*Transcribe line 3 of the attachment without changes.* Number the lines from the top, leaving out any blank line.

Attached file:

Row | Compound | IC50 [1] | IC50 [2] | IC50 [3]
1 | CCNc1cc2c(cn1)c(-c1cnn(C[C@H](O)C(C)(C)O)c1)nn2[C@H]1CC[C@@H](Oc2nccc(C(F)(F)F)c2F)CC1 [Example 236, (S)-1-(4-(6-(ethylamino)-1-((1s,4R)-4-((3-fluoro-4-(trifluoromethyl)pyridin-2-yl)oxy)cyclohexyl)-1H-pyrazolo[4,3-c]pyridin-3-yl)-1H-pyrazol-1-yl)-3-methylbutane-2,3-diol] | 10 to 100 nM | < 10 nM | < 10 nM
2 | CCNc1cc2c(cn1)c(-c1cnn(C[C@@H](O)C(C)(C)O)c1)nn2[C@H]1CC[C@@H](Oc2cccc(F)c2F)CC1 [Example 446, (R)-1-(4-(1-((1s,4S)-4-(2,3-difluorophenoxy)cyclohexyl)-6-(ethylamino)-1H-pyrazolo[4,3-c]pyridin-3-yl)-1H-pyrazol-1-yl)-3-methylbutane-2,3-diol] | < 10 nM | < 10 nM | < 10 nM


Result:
2 | CCNc1cc2c(cn1)c(-c1cnn(C[C@@H](O)C(C)(C)O)c1)nn2[C@H]1CC[C@@H](Oc2cccc(F)c2F)CC1 [Example 446, (R)-1-(4-(1-((1s,4S)-4-(2,3-difluorophenoxy)cyclohexyl)-6-(ethylamino)-1H-pyrazolo[4,3-c]pyridin-3-yl)-1H-pyrazol-1-yl)-3-methylbutane-2,3-diol] | < 10 nM | < 10 nM | < 10 nM